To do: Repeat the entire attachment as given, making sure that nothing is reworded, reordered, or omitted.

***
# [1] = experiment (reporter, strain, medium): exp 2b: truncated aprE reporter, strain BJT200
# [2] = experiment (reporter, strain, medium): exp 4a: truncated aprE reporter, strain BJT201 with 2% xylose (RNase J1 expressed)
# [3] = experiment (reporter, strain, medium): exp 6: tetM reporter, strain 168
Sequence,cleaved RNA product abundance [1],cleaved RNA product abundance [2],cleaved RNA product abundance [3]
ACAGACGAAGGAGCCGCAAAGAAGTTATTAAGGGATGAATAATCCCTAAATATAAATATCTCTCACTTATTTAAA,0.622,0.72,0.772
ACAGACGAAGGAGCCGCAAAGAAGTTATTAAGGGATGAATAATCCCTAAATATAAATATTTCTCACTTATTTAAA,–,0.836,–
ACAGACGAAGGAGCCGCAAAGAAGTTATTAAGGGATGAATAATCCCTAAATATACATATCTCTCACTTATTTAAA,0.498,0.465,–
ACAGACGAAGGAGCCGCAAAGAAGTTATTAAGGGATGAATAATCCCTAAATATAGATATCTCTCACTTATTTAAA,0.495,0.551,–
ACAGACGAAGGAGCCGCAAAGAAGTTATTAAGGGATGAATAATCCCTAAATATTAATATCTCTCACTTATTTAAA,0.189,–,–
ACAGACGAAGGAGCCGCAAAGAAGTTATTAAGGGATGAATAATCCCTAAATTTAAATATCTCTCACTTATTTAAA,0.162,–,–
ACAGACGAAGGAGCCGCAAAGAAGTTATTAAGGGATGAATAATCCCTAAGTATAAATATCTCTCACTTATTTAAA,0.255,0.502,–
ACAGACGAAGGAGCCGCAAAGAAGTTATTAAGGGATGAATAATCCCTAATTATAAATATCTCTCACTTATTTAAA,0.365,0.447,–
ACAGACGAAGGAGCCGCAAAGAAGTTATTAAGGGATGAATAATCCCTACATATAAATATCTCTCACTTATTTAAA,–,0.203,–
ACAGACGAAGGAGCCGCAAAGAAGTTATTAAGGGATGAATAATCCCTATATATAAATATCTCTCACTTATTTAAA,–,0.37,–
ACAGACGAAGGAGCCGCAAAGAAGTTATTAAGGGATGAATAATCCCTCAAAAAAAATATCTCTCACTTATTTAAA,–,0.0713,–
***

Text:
# [1] = experiment (reporter, strain, medium): exp 2b: truncated aprE reporter, strain BJT200
# [2] = experiment (reporter, strain, medium): exp 4a: truncated aprE reporter, strain BJT201 with 2% xylose (RNase J1 expressed)
# [3] = experiment (reporter, strain, medium): exp 6: tetM reporter, strain 168
Sequence,cleaved RNA product abundance [1],cleaved RNA product abundance [2],cleaved RNA product abundance [3]
ACAGACGAAGGAGCCGCAAAGAAGTTATTAAGGGATGAATAATCCCTAAATATAAATATCTCTCACTTATTTAAA,0.622,0.72,0.772
ACAGACGAAGGAGCCGCAAAGAAGTTATTAAGGGATGAATAATCCCTAAATATAAATATTTCTCACTTATTTAAA,–,0.836,–
ACAGACGAAGGAGCCGCAAAGAAGTTATTAAGGGATGAATAATCCCTAAATATACATATCTCTCACTTATTTAAA,0.498,0.465,–
ACAGACGAAGGAGCCGCAAAGAAGTTATTAAGGGATGAATAATCCCTAAATATAGATATCTCTCACTTATTTAAA,0.495,0.551,–
ACAGACGAAGGAGCCGCAAAGAAGTTATTAAGGGATGAATAATCCCTAAATATTAATATCTCTCACTTATTTAAA,0.189,–,–
ACAGACGAAGGAGCCGCAAAGAAGTTATTAAGGGATGAATAATCCCTAAATTTAAATATCTCTCACTTATTTAAA,0.162,–,–
ACAGACGAAGGAGCCGCAAAGAAGTTATTAAGGGATGAATAATCCCTAAGTATAAATATCTCTCACTTATTTAAA,0.255,0.502,–
ACAGACGAAGGAGCCGCAAAGAAGTTATTAAGGGATGAATAATCCCTAATTATAAATATCTCTCACTTATTTAAA,0.365,0.447,–
ACAGACGAAGGAGCCGCAAAGAAGTTATTAAGGGATGAATAATCCCTACATATAAATATCTCTCACTTATTTAAA,–,0.203,–
ACAGACGAAGGAGCCGCAAAGAAGTTATTAAGGGATGAATAATCCCTATATATAAATATCTCTCACTTATTTAAA,–,0.37,–
ACAGACGAAGGAGCCGCAAAGAAGTTATTAAGGGATGAATAATCCCTCAAAAAAAATATCTCTCACTTATTTAAA,–,0.0713,–